The Music Criticism of Hugo Wolf

By Henry Pleasants; Hugo Wolf | Go to book overview
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3.
No. 79 of Die Heimkehr, " Doch die Kastraten klagten," which, its three verses reduced to prose, tells us that "The eunuchs complained when I raised my voice, finding it too coarse. Then they raised their own little voices, and the trilling was like crystal, so pure and fine. They sang of the pinings and effusions of love. The ladies swam in tears at such artistic delight." Wolf has merely changed the opening" They" of the last verse to"He." This was not Walter's first Lieder recital. See notice of February 2, 1884 and footnote.

36. The Blinkered on Blinking

January 18, 1885

To a professional musician concerned primarily with the vocal art of the performer, Herr Vogl's convulsive blinking would be a matter of indifference. In the opinion of the music critic Dp this lamentable circumstance "proved insuperable to this performer's considerable artistry."

The professional musician, destined by a dire fate to be a music critic, too, will stick to what is relevant and pertinent, in contrast to our esthetically cultivated music critics who indulge themselves so happily in abstract hair‐ splitting and who, when they turn to something concrete, note immediately, and with uncommon critical perception, that, for example, Herr Vogl's important dramatic talent cannot shine brightly enough because too heavily overshadowed by the unfortunate, involuntary, convulsive activity of his eyelashes -- a discovery Christopher Columbus most assuredly would have made had he not carelessly chosen to live at a time when only something so utterly commonplace as a piece of the earth was waiting to be discovered.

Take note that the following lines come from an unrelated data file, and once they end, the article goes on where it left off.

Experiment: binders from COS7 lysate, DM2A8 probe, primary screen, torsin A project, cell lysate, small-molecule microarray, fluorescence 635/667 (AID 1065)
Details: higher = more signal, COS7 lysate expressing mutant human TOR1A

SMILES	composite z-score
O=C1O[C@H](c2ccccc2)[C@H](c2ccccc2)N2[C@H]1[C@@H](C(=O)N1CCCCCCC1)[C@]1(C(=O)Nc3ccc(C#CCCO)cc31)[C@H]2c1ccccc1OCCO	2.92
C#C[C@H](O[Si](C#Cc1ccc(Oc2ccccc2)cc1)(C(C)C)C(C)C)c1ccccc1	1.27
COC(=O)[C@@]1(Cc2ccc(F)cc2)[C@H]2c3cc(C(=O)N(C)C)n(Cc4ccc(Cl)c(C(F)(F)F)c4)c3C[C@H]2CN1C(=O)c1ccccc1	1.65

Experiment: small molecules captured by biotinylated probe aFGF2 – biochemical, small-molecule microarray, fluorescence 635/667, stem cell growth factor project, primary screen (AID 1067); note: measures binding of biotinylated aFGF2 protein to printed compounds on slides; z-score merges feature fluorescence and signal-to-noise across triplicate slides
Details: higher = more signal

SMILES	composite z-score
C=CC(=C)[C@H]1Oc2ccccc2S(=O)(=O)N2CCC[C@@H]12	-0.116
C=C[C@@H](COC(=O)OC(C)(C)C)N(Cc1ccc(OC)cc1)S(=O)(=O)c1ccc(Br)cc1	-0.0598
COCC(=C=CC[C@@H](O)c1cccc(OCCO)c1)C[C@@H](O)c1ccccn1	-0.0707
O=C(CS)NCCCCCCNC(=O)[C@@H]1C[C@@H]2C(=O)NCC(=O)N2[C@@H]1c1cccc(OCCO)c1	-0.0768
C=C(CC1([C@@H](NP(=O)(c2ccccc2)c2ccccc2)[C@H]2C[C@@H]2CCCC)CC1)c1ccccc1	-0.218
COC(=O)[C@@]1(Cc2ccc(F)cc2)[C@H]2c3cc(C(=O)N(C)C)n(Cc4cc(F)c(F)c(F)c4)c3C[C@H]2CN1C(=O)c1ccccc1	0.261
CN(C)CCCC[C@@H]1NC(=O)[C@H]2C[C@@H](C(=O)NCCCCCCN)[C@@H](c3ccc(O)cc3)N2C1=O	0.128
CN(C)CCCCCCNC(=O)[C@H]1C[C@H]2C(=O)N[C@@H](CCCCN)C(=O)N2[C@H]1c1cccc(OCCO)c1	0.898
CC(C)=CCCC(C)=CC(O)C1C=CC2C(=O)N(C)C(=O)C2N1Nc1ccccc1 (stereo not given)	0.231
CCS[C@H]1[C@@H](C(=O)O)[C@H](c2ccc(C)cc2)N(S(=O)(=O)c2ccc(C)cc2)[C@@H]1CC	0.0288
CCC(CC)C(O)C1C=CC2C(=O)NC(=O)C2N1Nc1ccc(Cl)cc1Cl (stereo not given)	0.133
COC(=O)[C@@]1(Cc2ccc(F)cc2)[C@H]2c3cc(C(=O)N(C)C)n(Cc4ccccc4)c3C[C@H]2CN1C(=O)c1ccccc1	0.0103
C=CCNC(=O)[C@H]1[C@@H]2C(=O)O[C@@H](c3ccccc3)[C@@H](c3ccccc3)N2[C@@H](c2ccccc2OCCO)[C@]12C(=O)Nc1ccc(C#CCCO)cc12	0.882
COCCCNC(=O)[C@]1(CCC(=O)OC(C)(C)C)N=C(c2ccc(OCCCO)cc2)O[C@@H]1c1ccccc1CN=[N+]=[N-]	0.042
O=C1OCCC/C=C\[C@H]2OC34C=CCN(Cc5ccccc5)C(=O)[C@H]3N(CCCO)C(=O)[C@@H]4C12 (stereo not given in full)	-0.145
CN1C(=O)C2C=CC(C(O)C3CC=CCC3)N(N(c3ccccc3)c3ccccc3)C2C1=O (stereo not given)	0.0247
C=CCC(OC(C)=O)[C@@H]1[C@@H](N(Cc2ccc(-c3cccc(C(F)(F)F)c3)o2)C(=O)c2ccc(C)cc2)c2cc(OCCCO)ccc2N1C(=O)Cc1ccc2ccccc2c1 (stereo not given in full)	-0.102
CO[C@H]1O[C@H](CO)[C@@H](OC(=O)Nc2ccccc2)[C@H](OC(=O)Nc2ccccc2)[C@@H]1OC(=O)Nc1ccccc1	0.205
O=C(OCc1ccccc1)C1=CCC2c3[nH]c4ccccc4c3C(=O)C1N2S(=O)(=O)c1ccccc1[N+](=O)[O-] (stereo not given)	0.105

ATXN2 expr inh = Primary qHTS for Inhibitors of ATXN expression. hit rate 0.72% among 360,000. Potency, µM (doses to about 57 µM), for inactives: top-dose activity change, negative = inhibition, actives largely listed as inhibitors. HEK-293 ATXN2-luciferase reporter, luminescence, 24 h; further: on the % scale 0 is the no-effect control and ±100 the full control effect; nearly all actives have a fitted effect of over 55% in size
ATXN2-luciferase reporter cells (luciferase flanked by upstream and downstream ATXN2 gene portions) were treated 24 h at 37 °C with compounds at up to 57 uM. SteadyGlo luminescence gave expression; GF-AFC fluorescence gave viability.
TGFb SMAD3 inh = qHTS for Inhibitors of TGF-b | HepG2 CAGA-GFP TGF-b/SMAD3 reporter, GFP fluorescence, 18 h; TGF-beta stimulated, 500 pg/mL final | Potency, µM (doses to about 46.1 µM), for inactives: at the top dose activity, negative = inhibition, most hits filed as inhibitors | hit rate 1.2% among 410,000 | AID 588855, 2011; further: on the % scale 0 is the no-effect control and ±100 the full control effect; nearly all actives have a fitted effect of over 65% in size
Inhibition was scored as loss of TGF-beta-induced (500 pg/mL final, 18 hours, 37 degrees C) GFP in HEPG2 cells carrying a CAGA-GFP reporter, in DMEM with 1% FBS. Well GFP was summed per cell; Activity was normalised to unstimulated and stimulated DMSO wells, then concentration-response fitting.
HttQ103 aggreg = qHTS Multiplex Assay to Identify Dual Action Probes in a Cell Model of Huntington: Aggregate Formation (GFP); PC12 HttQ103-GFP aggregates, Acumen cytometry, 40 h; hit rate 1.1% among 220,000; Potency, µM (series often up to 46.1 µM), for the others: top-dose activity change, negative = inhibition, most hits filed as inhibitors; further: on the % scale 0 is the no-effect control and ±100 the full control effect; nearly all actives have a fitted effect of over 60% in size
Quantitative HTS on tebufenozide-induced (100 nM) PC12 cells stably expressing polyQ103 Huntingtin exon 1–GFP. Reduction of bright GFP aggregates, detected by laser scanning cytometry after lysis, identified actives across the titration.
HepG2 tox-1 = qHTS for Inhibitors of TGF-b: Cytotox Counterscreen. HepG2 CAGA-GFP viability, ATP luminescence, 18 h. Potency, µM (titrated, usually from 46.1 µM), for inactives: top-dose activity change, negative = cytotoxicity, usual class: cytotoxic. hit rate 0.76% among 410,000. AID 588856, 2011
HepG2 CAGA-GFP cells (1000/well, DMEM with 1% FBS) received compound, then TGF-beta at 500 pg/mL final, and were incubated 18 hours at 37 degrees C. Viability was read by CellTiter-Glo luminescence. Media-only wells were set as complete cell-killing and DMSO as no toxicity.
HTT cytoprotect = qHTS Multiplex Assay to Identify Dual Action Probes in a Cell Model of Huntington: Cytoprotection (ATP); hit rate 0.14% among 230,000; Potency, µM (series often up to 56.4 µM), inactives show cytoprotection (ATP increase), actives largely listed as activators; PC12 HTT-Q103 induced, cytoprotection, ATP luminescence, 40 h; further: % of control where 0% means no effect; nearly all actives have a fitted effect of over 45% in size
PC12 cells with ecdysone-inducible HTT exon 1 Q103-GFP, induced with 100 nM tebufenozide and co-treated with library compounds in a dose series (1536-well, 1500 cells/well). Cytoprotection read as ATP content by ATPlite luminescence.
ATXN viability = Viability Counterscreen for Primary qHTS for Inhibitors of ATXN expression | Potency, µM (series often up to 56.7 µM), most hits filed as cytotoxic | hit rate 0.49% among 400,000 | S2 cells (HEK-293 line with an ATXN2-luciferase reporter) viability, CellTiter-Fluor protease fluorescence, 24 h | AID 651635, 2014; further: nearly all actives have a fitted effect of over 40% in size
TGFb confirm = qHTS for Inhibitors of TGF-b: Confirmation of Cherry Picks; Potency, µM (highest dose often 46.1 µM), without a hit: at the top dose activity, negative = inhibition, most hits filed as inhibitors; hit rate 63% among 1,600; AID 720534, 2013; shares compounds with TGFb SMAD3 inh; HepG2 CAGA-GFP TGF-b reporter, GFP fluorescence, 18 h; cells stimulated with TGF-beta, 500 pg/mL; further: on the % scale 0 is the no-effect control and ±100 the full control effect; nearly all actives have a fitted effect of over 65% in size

In the most recent performance of Tannhäuser, Fräulein Schläger was decked out in a pink ball gown of the most modern cut. Venus in a corset! How charming! It's a pity that Venus-Schläger forgot fan and gloves, thus giving an impression of niggardly outfitting. The Venusberg scene had, on the whole, a tolerable ballroom gaiety of the kind that always prevails before the formal dances begin. Oddly enough, the anticipated quadrille never took place, although there were certainly enough couples. But the loving couples -- nymphs, fauns, satyrs and bacchantes -- have disappeared, leaving Venus and Tannhäuser behind alone.

Aha! I thought to myself, now we'll have a pas de deux, a polonaise or a waltz in three-step or six-step, a French polka or something of that sort. Deceived again! Instead of the anticipated dance music we had the sensual song of the sirens. My God, what can be the meaning of that? Are we not at a bal masqué in the Sophiensaal or the Grosser Musikvereinssaal, or at the Opera Ball? Oh yes, we are at the Opera Ball all right, but something is wrong. We are sitting in the parterre, and separated by the orchestra from that

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